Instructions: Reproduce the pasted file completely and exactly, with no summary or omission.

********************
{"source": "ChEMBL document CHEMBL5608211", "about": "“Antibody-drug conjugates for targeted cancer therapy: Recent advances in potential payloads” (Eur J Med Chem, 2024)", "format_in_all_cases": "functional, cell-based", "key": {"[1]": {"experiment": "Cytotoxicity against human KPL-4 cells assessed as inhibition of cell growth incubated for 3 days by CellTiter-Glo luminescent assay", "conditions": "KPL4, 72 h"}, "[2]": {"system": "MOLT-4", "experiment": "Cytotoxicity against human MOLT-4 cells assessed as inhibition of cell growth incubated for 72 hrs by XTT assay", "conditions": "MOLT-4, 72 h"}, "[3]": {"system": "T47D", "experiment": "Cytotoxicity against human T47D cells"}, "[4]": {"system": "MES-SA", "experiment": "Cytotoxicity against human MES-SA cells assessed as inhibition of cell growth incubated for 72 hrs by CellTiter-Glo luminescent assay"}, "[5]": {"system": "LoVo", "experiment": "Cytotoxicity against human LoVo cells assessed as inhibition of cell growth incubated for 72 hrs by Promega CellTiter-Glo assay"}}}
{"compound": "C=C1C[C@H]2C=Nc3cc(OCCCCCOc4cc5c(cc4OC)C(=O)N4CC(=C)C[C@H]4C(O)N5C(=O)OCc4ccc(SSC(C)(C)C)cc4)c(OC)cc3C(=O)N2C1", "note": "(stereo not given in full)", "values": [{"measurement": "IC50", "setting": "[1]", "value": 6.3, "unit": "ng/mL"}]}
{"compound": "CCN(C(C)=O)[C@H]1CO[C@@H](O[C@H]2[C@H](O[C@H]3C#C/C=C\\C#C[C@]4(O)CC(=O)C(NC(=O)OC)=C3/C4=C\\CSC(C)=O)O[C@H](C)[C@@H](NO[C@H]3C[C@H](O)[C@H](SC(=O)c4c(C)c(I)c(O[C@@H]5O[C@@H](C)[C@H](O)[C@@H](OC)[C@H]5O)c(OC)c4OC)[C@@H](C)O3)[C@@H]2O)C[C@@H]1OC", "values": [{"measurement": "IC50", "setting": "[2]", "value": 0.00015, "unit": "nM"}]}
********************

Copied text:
{"source": "ChEMBL document CHEMBL5608211", "about": "“Antibody-drug conjugates for targeted cancer therapy: Recent advances in potential payloads” (Eur J Med Chem, 2024)", "format_in_all_cases": "functional, cell-based", "key": {"[1]": {"experiment": "Cytotoxicity against human KPL-4 cells assessed as inhibition of cell growth incubated for 3 days by CellTiter-Glo luminescent assay", "conditions": "KPL4, 72 h"}, "[2]": {"system": "MOLT-4", "experiment": "Cytotoxicity against human MOLT-4 cells assessed as inhibition of cell growth incubated for 72 hrs by XTT assay", "conditions": "MOLT-4, 72 h"}, "[3]": {"system": "T47D", "experiment": "Cytotoxicity against human T47D cells"}, "[4]": {"system": "MES-SA", "experiment": "Cytotoxicity against human MES-SA cells assessed as inhibition of cell growth incubated for 72 hrs by CellTiter-Glo luminescent assay"}, "[5]": {"system": "LoVo", "experiment": "Cytotoxicity against human LoVo cells assessed as inhibition of cell growth incubated for 72 hrs by Promega CellTiter-Glo assay"}}}
{"compound": "C=C1C[C@H]2C=Nc3cc(OCCCCCOc4cc5c(cc4OC)C(=O)N4CC(=C)C[C@H]4C(O)N5C(=O)OCc4ccc(SSC(C)(C)C)cc4)c(OC)cc3C(=O)N2C1", "note": "(stereo not given in full)", "values": [{"measurement": "IC50", "setting": "[1]", "value": 6.3, "unit": "ng/mL"}]}
{"compound": "CCN(C(C)=O)[C@H]1CO[C@@H](O[C@H]2[C@H](O[C@H]3C#C/C=C\\C#C[C@]4(O)CC(=O)C(NC(=O)OC)=C3/C4=C\\CSC(C)=O)O[C@H](C)[C@@H](NO[C@H]3C[C@H](O)[C@H](SC(=O)c4c(C)c(I)c(O[C@@H]5O[C@@H](C)[C@H](O)[C@@H](OC)[C@H]5O)c(OC)c4OC)[C@@H](C)O3)[C@@H]2O)C[C@@H]1OC", "values": [{"measurement": "IC50", "setting": "[2]", "value": 0.00015, "unit": "nM"}]}